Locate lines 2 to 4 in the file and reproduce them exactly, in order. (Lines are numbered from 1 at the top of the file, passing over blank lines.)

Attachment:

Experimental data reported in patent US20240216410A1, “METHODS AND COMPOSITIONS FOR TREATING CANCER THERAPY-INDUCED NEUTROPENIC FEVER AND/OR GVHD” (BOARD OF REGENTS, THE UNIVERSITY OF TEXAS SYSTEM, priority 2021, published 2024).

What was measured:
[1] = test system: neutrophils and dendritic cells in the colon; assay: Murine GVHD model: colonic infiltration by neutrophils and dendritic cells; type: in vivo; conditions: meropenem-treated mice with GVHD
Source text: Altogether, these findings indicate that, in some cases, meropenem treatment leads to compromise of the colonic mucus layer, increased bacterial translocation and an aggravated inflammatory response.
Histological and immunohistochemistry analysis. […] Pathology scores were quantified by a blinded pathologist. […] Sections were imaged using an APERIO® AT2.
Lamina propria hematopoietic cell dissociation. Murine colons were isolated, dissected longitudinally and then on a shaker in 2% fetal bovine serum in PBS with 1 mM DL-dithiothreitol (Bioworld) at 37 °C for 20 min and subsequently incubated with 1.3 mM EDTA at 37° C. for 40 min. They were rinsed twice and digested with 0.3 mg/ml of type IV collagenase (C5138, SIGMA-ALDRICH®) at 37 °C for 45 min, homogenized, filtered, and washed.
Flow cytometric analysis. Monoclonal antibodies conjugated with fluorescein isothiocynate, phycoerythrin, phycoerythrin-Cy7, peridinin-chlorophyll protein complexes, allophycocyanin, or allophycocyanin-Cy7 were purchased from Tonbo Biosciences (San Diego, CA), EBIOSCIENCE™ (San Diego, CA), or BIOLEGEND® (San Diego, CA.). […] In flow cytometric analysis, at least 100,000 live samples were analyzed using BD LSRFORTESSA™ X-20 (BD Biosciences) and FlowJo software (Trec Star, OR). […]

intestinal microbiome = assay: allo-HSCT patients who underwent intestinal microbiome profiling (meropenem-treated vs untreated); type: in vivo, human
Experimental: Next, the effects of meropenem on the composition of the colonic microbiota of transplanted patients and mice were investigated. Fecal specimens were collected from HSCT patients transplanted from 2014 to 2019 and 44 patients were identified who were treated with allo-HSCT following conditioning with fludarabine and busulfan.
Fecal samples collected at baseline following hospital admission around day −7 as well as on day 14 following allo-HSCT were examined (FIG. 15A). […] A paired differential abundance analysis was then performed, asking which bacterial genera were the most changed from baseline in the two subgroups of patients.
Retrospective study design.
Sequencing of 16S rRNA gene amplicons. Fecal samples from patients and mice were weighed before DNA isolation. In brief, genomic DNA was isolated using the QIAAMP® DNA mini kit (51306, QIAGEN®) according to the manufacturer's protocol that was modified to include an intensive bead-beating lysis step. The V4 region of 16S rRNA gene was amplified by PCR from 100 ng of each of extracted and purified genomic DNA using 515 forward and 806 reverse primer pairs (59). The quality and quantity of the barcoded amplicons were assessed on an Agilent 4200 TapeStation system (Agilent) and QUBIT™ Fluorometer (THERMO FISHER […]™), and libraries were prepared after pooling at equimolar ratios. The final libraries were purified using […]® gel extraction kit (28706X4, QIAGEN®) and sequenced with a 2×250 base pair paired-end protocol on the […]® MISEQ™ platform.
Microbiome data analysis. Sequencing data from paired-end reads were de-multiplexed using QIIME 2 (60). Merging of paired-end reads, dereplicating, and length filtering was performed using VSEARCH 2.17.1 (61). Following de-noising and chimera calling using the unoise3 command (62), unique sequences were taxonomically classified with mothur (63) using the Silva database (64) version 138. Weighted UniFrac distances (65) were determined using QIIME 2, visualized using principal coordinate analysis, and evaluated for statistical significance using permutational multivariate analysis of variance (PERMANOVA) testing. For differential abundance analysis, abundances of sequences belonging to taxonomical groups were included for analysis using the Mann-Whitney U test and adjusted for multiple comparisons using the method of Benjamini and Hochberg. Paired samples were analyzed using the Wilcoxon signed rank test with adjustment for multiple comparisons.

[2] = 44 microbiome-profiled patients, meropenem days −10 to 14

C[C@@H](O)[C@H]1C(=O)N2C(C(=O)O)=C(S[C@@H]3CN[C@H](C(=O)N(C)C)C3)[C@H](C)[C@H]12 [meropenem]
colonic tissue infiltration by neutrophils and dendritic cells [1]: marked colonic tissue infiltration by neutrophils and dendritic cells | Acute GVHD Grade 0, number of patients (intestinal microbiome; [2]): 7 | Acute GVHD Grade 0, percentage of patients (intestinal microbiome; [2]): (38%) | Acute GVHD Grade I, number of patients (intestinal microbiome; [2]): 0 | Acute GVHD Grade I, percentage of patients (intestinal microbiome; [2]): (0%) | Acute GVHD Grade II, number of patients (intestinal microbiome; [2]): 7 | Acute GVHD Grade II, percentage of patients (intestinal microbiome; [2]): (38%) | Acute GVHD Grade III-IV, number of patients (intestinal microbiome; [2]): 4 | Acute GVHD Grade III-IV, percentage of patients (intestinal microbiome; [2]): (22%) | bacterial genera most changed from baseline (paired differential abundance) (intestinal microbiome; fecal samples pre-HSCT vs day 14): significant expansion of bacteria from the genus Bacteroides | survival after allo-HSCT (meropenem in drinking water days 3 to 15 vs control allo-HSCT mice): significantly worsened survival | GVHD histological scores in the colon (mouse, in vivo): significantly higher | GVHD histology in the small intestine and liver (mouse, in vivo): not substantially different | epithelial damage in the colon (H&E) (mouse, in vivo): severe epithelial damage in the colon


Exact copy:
What was measured:
[1] = test system: neutrophils and dendritic cells in the colon; assay: Murine GVHD model: colonic infiltration by neutrophils and dendritic cells; type: in vivo; conditions: meropenem-treated mice with GVHD
Source text: Altogether, these findings indicate that, in some cases, meropenem treatment leads to compromise of the colonic mucus layer, increased bacterial translocation and an aggravated inflammatory response.